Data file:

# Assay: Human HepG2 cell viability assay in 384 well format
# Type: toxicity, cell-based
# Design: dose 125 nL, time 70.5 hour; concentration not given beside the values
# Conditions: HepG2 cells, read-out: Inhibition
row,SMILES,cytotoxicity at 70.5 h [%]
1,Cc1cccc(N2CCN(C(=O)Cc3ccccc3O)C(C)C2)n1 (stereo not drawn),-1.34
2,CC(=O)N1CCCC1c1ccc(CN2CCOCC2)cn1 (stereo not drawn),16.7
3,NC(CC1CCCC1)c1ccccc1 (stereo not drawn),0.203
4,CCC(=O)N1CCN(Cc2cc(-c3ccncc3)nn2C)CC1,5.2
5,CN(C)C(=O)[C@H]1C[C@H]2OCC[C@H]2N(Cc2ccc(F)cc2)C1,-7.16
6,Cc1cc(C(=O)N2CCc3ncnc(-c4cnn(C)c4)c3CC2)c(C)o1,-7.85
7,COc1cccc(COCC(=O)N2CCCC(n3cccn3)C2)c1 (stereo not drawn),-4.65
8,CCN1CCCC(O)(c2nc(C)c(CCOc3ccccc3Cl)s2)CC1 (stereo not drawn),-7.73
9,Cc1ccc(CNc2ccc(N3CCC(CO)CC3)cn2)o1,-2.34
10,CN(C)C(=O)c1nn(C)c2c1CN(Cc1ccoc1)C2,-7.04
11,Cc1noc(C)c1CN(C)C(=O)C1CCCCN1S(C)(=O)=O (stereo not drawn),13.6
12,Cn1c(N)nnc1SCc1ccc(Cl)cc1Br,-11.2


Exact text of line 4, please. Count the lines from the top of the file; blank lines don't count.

# Conditions: HepG2 cells, read-out: Inhibition